Investing time for digital tech evaluation could quickly pay off

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Time spent now in evaluating and familiarising oneself with digital technology is likely to quickly pay off. That’s the view of Bayer’s Max Dafforn following a series of focus group surveys highlighting the contrasting attitudes towards digital agricultural tools.

While those surveyed found digital technology an ‘exciting prospect’, many also cited concerns. These barriers to adoption or fully utilising the digital data they own primarily revolved around time and also system integration, in particular the inconvenience of manual data entry or the risk of duplicated data.

Of the most contrasting issue, time, many see digital agricultural as having the potential to significantly reduce the time needed for administrative tasks, but also worry whether they have the time to commit to the necessary schooling and familiarisation needed.

The findings are no surprise to Bayer’s Mr Dafforn who commissioned the survey. “We’re not at the stage where we have fully seamless integration between systems and platforms, but it will come.”

He points out the route to seamless integration is well on its way. Over the last few months Bayer has reached agreements with Hutchinsons and Proagrica linking FieldView with the Omnia precision platform and Gatekeeper farm management software.

On the issue of time, he says the benefits far outweigh the time put aside for training and familiarisation. His view is the longer farmers delay evaluating digital technologies the more they could be missing out. “Of course, farmers will need to put aside the necessary schooling time, but those that have are benefitting from instant improvements in field performance.

In-depth insight

“The insight it offered has resulted in changes to variety choices, drilling dates, seed, fertiliser and PGR rates, OSR dessication, monitoring and managing weed populations and soil management practices. Growers do need to put aside time at the induction stage but the detail of the data and the ease with which it can be accessed offer in-depth insight resulting in better decisions in the field. The gains are small, but added up over a field or entire farm they generate significant value.”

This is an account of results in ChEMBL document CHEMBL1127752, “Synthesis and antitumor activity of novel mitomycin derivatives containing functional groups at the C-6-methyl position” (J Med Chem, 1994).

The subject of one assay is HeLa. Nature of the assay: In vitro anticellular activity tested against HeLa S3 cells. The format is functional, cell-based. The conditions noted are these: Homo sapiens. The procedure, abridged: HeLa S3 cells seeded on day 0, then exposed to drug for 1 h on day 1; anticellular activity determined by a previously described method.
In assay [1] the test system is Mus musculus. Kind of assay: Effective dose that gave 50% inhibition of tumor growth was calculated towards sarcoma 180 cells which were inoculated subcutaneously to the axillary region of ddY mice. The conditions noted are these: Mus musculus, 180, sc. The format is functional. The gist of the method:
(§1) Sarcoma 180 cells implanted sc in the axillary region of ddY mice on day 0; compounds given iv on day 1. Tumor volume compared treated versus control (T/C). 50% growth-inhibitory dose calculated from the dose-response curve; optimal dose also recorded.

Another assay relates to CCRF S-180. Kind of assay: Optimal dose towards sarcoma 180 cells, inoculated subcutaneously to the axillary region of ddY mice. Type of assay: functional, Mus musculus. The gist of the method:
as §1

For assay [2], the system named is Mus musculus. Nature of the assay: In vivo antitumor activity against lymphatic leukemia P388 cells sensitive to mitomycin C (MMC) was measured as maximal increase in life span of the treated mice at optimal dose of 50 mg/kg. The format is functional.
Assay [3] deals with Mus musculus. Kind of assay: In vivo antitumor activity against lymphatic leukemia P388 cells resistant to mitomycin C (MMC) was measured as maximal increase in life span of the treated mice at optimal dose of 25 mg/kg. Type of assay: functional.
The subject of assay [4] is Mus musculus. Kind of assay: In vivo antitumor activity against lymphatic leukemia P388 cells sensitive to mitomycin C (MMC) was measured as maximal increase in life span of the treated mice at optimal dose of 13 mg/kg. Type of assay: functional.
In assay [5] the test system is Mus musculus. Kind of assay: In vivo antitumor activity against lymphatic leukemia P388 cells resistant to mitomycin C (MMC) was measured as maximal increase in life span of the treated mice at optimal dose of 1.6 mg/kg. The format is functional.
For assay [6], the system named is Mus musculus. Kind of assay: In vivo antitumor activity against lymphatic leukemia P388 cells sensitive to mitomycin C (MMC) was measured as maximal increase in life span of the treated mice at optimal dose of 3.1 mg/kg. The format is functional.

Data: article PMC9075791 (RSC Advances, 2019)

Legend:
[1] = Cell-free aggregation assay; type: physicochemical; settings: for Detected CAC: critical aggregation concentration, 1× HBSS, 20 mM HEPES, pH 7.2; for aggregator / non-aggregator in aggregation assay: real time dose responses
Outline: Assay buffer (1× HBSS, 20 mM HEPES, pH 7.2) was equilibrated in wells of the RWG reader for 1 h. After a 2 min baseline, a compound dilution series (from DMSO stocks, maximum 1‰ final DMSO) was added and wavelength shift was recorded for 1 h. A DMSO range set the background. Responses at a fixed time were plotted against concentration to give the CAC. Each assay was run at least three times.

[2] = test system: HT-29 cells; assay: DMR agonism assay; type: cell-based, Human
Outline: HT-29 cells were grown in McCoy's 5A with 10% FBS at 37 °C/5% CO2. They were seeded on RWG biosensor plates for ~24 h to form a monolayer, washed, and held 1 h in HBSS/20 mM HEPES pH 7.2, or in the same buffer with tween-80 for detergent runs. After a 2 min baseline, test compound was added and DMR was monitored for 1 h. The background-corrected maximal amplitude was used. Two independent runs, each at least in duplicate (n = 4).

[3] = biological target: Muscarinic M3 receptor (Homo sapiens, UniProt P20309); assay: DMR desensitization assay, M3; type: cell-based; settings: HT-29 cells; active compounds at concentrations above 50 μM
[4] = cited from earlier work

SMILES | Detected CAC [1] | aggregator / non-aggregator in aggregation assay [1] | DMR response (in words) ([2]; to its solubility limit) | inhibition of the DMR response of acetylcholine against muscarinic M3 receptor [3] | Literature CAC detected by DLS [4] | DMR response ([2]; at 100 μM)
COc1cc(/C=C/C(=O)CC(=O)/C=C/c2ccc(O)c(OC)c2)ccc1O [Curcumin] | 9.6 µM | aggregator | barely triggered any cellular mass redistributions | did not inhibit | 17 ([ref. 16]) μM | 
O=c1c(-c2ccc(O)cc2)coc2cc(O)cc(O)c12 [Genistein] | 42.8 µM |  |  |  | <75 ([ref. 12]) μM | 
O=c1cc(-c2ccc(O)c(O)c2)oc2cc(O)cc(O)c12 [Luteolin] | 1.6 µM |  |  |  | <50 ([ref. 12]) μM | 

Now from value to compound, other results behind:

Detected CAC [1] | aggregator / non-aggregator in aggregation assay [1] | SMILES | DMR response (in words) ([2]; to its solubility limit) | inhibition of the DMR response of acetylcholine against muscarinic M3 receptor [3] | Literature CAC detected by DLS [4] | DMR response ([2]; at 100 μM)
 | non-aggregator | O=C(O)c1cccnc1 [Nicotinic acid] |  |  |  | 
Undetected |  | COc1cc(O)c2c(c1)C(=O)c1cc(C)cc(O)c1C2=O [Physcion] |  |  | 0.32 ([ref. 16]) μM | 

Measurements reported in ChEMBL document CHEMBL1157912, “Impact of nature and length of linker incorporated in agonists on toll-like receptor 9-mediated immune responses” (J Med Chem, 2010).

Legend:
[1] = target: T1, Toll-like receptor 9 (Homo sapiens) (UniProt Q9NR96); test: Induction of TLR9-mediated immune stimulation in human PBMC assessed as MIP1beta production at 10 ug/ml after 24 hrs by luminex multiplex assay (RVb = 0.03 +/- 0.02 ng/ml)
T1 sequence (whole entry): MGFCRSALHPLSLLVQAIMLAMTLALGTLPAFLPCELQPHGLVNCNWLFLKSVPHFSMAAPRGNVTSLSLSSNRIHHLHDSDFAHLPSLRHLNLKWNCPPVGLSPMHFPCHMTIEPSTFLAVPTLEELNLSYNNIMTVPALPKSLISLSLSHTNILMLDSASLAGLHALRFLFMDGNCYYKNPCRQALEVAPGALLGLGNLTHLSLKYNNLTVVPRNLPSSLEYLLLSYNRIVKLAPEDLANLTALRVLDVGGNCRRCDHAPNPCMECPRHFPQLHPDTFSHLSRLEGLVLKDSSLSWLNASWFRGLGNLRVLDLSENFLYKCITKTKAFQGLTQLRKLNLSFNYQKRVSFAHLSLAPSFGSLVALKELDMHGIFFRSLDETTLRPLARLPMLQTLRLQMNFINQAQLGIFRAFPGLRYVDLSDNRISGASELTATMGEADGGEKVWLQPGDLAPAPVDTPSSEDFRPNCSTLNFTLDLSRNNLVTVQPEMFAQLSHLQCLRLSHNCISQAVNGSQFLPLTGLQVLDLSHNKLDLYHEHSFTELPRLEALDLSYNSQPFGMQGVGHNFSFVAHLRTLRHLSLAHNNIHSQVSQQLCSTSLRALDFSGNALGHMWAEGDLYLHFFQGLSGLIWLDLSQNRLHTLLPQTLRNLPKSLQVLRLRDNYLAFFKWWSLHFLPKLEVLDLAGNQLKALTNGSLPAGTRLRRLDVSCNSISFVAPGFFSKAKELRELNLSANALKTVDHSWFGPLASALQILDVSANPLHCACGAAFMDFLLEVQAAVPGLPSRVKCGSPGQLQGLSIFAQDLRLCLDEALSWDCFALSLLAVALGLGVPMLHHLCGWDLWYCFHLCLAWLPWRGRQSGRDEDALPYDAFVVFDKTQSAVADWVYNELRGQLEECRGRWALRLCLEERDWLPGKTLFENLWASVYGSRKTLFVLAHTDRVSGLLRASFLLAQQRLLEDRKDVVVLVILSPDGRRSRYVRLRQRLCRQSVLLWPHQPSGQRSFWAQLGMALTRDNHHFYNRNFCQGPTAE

He also points out that system setup and familiarisation isn’t as complex as many believe. “We’re running online tutorials to help growers optimise their systems, and setting up the FieldView drive is simply a matter of ‘plug n play’ – we even have a YouTube tutorial for this which can be viewed at; https://youtu.be/4vhVEZT0fKE.

“In a matter of minutes data from operations such as drilling, spraying, spreading or combining will be captured, which can be viewed instantly via the FieldView app, whether you are at the farm or elsewhere.”

Looking forward

Looking longer term Mr Dafforn says digital agronomy tools will be invaluable in shaping a successful sustainable future. “We’re going to some significant changes in the farming landscape. Some areas of land will switch from cropping exclusively to greater good, others alternating between the two based on season and farm strategy. Precisely identifying those areas will be easier with the layers of data within a platform like FieldView than without it.

“Furthermore, the cropped areas will be managed more prescriptively than ever before with farm inputs being tailored to meet exacting crop needs or threats. Again, creating prescriptive strategies across a field will be easier with FieldView’s data capture and analysis tools,” suggests Mr Dafforn.

 

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About Author

Editor of Agronomist and Arable Farmer as well as responsibility for the Agronomist and Arable Farmer and Farm Business websites. After 17 years milking cows on the family farm John started writing about agriculture in 1998 and has since written for a variety of publications and has developed a wide circle of contacts within the industry. When not working John is an avid follower of Stoke City.